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" Which is the hot condition of their blood ; If they but hear perchance a trumpet sound, Or any air of music touch their ears, You shall perceive them make a mutual stand, Their savage eyes turn'd to a modest gaze, By the sweet power of music : Therefore,... "
Discoveries in hieroglyphics, and other antiquities, in progress to which ... - Page 260
by Robert Deverell - 1813
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The Plays of Shakspeare: Printed from the Text of Samuel Johnson ..., Volume 7

William Shakespeare - 1807
...touch their ears, You shall perceive them make a mutual stand, Their savage eyes turn'd to a modest gaze, By the sweet power of music: Therefore, the...treasons, stratagems, and spoils; The motions of his spirit are dull as night. And his affections dark as Erebus: Let no such man be trusted.—Mark the...
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Illustrations of Shakespeare, and of Ancient Manners: With ..., Volume 1

Francis Douce - Gesta Romanorum - 1807
...likewise Hoitartd's translation of Pliny, torn. ip 213. Sc. 1. p. 530. LOR. The man that hath no musick in himself, Nor is not mov'd with concord of sweet...Is fit for treasons, stratagems, and spoils ; The motions'of his spirit, &c. Had the sentiments in the note on this passage been expressed by Dr. Johnson,...
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The Works of William Shakespeare, Volume 2

William Shakespeare - 1810
...music touch their ears, You shall perceive them make a mutual stand, Their savage eyes turn to a modest gaze, By the sweet power of music : Therefore, the...change his nature : The man that hath no music in himself,2 Nor is not mov'd with concord of sweet sounds, Is fit for treasons, stratagems, and spoils...
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Merchant of Venice. As you like it. All's well that ends well. Taming of the ...

William Shakespeare - 1811
...them make a mutual stand, Their savage eyes turn'd to a modest gaze, By the sweet power of musick : Therefore, the poet Did feign that Orpheus drew trees,...Since nought so stockish, hard, and full of rage, But musick for the time doth change his nature : The man that hath no musick in himself, Nor is not mov'd...
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The Plays of William Shakspeare: Much ado about nothing ; Midsummer-night's ...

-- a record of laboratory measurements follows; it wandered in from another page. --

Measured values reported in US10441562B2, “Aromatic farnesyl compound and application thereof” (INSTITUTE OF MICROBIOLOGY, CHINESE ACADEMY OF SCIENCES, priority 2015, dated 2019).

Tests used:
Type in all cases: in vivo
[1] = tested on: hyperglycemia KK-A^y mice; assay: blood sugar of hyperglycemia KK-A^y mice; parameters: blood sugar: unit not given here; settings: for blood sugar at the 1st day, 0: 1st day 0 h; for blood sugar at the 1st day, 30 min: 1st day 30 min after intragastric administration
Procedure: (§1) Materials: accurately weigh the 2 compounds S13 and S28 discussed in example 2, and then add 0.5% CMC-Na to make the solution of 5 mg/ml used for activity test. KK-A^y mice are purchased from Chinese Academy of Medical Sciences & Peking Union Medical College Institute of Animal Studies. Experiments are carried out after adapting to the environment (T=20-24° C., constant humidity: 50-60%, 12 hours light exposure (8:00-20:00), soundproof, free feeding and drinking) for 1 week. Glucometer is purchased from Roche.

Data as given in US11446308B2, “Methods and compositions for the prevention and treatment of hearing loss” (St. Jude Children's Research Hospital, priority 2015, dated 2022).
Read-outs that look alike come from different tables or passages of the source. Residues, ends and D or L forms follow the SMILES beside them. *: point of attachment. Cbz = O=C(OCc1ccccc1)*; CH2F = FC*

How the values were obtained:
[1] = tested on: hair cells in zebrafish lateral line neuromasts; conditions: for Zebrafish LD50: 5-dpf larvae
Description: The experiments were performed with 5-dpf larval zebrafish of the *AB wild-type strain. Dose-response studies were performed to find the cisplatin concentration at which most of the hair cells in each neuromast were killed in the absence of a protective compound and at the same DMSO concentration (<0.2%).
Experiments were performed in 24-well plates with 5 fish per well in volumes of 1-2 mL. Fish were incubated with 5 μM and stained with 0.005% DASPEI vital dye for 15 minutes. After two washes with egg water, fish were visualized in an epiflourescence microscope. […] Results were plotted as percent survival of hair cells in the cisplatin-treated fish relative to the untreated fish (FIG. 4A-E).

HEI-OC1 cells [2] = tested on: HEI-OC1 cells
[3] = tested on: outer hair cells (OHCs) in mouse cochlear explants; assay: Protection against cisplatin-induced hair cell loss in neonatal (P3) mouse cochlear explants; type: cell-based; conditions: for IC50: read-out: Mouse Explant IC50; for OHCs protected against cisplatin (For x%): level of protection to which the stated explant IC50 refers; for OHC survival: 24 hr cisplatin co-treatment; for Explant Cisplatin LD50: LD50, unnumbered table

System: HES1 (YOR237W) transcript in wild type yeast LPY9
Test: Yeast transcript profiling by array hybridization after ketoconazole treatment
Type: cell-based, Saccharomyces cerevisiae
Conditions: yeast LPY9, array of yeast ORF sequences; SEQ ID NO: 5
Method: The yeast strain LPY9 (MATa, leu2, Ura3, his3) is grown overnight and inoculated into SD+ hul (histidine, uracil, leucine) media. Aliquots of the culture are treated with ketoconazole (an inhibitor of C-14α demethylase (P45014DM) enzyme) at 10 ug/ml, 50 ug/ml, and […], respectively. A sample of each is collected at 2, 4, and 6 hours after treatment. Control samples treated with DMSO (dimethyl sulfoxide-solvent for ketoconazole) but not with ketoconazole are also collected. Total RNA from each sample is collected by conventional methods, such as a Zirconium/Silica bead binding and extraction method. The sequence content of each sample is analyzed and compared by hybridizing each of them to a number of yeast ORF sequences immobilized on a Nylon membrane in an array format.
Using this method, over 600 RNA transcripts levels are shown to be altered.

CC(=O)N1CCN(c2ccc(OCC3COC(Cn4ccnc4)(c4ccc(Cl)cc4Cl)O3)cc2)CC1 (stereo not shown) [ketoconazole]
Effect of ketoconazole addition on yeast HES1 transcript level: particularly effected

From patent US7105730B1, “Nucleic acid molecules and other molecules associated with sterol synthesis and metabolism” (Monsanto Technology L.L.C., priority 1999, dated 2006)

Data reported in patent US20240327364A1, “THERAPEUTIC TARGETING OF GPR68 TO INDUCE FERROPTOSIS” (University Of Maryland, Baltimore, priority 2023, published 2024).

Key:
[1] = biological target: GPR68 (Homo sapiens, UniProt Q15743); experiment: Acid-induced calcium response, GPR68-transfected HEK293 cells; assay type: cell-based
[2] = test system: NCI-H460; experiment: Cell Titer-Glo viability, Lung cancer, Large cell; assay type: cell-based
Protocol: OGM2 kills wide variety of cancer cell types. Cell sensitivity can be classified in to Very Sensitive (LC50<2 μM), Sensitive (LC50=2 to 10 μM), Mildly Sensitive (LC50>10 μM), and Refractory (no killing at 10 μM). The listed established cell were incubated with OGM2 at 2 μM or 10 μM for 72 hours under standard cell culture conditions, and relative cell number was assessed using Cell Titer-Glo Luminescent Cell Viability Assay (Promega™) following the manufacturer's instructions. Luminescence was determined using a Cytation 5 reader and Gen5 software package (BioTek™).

William Shakespeare - 1811
...stand, Their savage eyes turn'd to a modest gaze, By the sweet power of musick : Therefore, the port Did feign that Orpheus drew trees, stones, and floods;...Since nought so stockish, hard, and full of rage, But musick for the time doth change his nature: The man that hath no musick in himself, Nor is not mov'd...
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The Works of William Shakespeare: In Nine Volumes, Volume 2

William Shakespeare - 1810
...music touch their ears, You shall perceive them make a mutual stand, Their savage eyes turn to a modest gaze, By the sweet power of music : Therefore, the...change his nature : The man that hath no music in himself, 2 Nor is not mov'd with concord of sweet sounds, Is fit for treasons, stratagems, and spoils...
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Aphorisms from Shakespeare

William Shakespeare, Capel Lofft - 1812 - 456 pages
...we live. 2473. MUSIC. Therefore the Poet £ Floods, Did feign that Orpheus drew Trees, Stones, and Since nought so stockish, hard, and full of Rage, But Music for the Time doth change his Nature *. 2474. VIRTUE more conspicuous by CONTRAST. § Far shines a good Deed in a wicked World. 2475. SPLENDOR...
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The Plays of William Shakespeare, Volume 1

William Shakespeare - 1813 - 913 pages
...gaze, By the sweet power of music : Therefore, the port Did feign that Orpheus drew trees, stones, anil floods Since nought so stockish, hard, and full of...for the time- doth change his nature : The man that hatli no music in himself, Nor is not mov'd with concord of sweet sounds, Is til liir treasons, stratagems,...
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Elegant extracts in poetry, Volume 2

Elegant extracts - 1816
...music. Thcreforethc poc Did feign that Orpheus drew trees, stones, an floods; Since nought so»tockish, hard, and full of rage But music for the time doth change his nature The man that hath not music in himself, Nor is notmov'd with concord of sweet sounds Is fit for treasons, stratagems,...
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The Dramatic Works of William Shakespeare: With the Corrections ..., Volume 2

William Shakespeare - 1817
...music touch their ears, You shall perceive them make a mutual stand, Their savage eyes turn to a modest gaze, By the sweet power of music : Therefore, the...Orpheus drew trees, stones, and floods; Since nought so gtockish, hard, and full of rage, But music for the time doth change his nature : The man that hath...
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